This style of narrative may explain, in part, why this book has fallen out of print and circulation. I would further suggest that, although I have called it a fantasy, Kingdoms is not something that could be marketed to a genre readership in the wake of the popularity of The Lord of the Rings. It fits instead, into that other vein of 20th century fantastic fiction that includes the likes of Hope Mirrlees, Lord Dunsany, Algernon Blackwood, Arthur Machen (her uncle by marriage) and the writers of Weird Fiction, although despite its moments of horror, I would not place it in that sub genre. Kingdoms of Elfin was the last of Sylvia Townsend Warner’s prose to be published during her lifetime, but it was a wonderful introduction to her work, which I will continue to pursue and write about with great interest.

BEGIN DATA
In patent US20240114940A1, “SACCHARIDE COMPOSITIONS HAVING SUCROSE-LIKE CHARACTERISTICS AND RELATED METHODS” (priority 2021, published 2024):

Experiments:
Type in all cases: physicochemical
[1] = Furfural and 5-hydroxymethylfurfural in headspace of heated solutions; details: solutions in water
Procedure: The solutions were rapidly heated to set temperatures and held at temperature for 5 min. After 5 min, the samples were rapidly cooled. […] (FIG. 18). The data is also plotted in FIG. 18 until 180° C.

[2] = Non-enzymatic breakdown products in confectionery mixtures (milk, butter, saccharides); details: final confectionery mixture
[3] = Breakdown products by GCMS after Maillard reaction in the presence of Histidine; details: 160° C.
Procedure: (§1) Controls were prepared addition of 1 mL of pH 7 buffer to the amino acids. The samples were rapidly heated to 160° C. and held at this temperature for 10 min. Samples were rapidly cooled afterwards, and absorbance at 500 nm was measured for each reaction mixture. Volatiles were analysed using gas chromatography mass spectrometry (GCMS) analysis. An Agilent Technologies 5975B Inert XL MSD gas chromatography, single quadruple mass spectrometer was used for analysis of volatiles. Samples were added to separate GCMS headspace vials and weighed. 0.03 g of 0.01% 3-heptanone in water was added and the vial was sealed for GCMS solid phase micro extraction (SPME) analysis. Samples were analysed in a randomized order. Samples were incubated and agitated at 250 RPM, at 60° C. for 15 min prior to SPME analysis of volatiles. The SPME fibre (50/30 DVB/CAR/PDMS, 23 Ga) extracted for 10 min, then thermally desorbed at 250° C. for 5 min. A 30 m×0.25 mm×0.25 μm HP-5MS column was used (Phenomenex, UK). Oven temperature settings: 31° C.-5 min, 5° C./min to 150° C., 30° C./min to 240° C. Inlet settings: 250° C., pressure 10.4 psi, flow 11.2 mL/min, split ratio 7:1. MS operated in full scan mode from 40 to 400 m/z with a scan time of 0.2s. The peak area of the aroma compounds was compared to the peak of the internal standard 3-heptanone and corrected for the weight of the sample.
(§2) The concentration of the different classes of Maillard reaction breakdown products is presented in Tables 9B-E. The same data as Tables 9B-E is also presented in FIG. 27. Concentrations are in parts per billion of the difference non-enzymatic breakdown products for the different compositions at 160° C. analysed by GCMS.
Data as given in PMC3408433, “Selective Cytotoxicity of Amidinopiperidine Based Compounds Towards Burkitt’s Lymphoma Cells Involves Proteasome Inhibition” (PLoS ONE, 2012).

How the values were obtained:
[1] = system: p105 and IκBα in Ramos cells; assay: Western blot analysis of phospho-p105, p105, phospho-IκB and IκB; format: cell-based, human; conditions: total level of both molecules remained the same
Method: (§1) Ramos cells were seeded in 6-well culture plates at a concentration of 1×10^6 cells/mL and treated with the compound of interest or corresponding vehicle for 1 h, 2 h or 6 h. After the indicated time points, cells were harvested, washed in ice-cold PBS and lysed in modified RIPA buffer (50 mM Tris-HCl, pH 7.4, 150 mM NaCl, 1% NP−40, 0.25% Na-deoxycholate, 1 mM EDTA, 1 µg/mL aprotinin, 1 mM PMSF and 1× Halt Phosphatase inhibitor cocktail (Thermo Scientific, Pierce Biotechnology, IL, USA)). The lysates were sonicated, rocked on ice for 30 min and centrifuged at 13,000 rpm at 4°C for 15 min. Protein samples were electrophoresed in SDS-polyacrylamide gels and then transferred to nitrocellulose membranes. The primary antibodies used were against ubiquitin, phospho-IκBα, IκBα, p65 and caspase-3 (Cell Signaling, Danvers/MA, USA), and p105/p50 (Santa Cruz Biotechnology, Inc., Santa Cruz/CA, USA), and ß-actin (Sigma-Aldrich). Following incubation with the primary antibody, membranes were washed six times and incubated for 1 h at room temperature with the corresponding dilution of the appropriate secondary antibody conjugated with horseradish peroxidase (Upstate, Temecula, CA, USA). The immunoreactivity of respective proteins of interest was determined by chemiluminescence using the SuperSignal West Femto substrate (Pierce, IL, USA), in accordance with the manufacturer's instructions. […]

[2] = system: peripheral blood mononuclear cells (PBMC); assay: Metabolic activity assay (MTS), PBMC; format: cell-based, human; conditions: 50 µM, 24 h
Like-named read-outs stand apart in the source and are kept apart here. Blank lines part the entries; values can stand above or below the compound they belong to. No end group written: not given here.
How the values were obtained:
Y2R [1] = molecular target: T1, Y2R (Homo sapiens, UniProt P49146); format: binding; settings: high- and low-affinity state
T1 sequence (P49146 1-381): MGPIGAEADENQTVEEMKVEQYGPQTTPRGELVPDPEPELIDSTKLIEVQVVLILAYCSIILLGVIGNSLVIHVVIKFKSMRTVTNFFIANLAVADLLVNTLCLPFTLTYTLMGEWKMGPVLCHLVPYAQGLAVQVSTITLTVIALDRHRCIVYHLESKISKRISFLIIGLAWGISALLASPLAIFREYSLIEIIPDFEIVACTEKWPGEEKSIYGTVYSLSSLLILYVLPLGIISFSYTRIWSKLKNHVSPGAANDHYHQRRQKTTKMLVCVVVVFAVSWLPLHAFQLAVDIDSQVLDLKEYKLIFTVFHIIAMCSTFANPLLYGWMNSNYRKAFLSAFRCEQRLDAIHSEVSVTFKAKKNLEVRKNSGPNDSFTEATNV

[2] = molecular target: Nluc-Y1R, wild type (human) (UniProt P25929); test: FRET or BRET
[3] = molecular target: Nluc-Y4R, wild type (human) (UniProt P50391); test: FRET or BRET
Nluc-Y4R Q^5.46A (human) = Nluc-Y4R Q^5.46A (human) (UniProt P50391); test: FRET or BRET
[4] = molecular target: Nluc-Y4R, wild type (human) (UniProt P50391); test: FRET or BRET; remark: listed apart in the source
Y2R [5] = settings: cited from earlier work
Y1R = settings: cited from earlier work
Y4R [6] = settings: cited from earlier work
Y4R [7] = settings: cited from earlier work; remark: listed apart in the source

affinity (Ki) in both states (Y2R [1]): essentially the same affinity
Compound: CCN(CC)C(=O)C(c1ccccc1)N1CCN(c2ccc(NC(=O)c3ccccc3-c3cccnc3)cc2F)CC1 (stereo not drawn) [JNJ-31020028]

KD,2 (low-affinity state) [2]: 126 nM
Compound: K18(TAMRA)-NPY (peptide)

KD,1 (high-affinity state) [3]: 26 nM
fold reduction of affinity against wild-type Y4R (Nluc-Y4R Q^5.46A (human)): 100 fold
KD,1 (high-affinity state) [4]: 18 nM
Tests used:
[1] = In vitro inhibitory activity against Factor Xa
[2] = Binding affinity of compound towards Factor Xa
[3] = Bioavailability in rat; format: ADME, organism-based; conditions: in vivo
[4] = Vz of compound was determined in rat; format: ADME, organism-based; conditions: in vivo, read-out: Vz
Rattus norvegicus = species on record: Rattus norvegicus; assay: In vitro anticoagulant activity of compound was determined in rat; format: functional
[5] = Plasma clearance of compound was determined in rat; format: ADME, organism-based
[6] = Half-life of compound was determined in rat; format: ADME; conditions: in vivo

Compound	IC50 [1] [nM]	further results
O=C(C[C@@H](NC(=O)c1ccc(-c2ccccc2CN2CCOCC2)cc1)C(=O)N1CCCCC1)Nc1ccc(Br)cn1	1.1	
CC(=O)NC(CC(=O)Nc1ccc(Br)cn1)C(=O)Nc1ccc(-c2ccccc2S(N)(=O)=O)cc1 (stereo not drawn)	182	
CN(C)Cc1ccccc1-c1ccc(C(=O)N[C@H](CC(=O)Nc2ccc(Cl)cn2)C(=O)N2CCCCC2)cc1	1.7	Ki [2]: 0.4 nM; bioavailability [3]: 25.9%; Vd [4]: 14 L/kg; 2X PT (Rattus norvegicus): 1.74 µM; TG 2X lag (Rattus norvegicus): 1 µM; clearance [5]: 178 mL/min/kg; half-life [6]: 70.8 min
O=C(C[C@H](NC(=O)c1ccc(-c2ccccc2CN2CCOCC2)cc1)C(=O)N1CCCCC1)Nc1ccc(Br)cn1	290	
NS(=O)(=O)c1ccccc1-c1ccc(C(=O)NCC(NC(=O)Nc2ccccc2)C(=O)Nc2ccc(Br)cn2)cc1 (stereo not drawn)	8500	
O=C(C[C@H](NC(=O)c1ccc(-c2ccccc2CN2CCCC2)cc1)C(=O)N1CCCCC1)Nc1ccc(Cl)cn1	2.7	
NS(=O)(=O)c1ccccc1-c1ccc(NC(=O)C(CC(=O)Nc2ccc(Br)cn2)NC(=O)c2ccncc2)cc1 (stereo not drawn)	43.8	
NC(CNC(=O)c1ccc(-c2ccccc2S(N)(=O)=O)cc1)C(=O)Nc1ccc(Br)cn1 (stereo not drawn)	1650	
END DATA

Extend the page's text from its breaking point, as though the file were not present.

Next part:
Skye M. W.

Yule, 2015

*With the exception of Foxcastle, which follows this motif, and The One and The Other which is the tale of a human changeling.

A brief biography and bibliography of STW’s work can be found at The Sylvia Townsend Warner Society.

Image: Oberon, Titania and Puck with Fairies Dancing, William Blake, c. 1786

 

Reading on Public Transport

There is a singular advantage to public transport over the freedom of personal conveyance; since all responsibility for directing the vehicle is given over to another one can use the time usually stolen by a journey to read.

There are, of course, other ways to make use of this idleness. Staring out the window and contemplating any subject that drifts across one’s awareness may be equally profitable, as might sketching other passengers, or in lieu of pen and paper, inventing clever projects and ambitious ideas without any obligation to get up and initiate them. Some choose to have loud personal conversations, seemingly oblivious to their being surrounded by thirty curious strangers. These too, may provide a diversion, though, like a hospital waiting room with the television playing midday soaps, something that can only be endured for so long.